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Namibia: Second Land Conference to go ahead despite boycott

September 28, 2018

By Andreas Thomas

Vice-President Nangolo Mbumba

Vice-President Nangolo Mbumba

Windhoek – The Second National Land Conference planned from 1-5 October, 2018 in Windhoek will go ahead as planned despite mass withdrawal by some invited stakeholders, says Vice-President Nangolo Mbumba.

Mbumba told media ahead of the land summit that the government has done all it can to accommodate their demands and their boycott will not change anything.

Several pressure groups that consist of traditional authorities, civic societies and political parties have pulled out of the important gathering that aimed to resolve the unending land question in the country.

They have expressed their displeasure after a tranche of government documents got leaked to the public that brought to light a predetermined resolutions and outcome of the conference. They said this dissipate any chance for democratic fruitful contributions to the resolution of the land question.

“The second land conference is a sham not worthy of attending by patriotic Namibians who are committed to resolve land question justly and equitably,” says Vekuii Rukoro, the paramount chief of the Ovaherero Traditional Authority said on Wednesday.

The official opposition – Popular Democratic Movement (PDM) has also announced its boycott of the conference.

PDM leader McHenry Venaaini on Thursday cited the refusal by the Ministry of Land Reform to release the list of resettlement beneficiaries over the past 28 years, which he said creates unwarranted suspicions, and undermines the fundamental ethos of transparency, and accountability.

“It further deprives participants the right of informed consent, to have a constructive, and meaningful contribution to the debate lacking in the facts on that list.

It further erodes confidence, and trust in government engagements or operations which as the official opposition are mandated to provide the required checks and balances. We as the official opposition, find it extremely difficult to render our co-operation to such an activity,” Venaani said.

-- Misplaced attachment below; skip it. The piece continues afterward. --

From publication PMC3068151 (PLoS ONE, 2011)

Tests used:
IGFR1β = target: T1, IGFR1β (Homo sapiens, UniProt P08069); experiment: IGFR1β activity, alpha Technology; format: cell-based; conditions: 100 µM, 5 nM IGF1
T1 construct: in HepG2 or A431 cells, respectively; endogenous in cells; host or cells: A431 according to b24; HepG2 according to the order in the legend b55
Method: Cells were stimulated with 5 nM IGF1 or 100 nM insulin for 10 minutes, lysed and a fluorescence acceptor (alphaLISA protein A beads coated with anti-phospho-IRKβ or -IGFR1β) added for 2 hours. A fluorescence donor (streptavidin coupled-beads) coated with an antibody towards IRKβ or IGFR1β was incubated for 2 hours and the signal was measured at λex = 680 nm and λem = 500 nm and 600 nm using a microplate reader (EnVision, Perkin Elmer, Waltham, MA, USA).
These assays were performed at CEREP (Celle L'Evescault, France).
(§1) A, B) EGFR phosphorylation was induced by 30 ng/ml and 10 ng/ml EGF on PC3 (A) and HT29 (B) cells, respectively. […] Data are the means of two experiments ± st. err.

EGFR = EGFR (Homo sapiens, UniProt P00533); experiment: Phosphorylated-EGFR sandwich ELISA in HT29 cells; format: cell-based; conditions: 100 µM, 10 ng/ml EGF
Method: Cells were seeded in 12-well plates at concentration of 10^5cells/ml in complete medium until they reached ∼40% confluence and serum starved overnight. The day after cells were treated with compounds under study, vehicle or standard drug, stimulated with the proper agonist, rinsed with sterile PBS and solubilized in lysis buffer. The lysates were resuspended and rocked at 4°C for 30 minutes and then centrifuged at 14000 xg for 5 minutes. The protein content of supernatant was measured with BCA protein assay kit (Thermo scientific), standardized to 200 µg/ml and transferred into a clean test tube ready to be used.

Over 500 delegates have been invited to take part in national dialogue with the main objective to review the progress made regarding land reform over the past 28 years.

However, many key stakeholders especially from the Ovaherero, and Nama communities that historically lost their ancestral land during colonial periods were not invited.

“The deliberate omission of respected traditional leaders not currently recognised by the current government, but who were participants in the first 1991 National Land Conference from communities who are direct victims of ancestral lands dispossession due to Imperial German and South African ancestral lands seizures and dispossession,” Venaani fumed.

The Affirmative Repositioning (AR), a pressure group that is fiercely advocating for affordable land and housing in urban areas, was also excluded, and only got invited at the eleventh hour.

The AR movement leaders on Thursday announced their decline of the government invitation to attend the conference. Since its formation over four years ago, the movement comprising of young Namibians mostly professionals, has been a pain in the government fresh over slow pace to resolve housing crisis in the country.

Urban land in Namibia is a luxury that can only be afforded by the wealthy. As a result, majority of urbanites, including capital Windhoek leave in informal settlements marginal of basic amenities.

According a government discussion paper that leaked prior to the summit, the urban land crisis was only accorded three paragraphs.

AR leaders expresses their displeasure in statement that: “As was the case with 1991 land conference where urban land was not discussed, the next week conference is set to sideline the matter of urban land, a more serious concern than farms that are owned by absentee landlords.

“During regional consultation conferences, urban land was not even a theme. We forced it on the agenda of the Khomas Regional Consultation resulting in more than 20 resolutions on urban land as contained in the Khomas report.

“The leaked government discussion paper, which is purported to have been drafted from regional reports, only has two unclear and meaningless recommendations on Urban Land. In the document, urban land is a mere half a page”.

They added that: “That more than 70% of the delegates are government officials, that SWAPO Members of Parliament, Governors, regional representatives were instructed not to have their own opinions but follow what SWAPO SG referred to as a “united stand going into the conference” and “consensus” evidently indicates that what is scheduled to take place is a choreographed and predetermined gimmick”.

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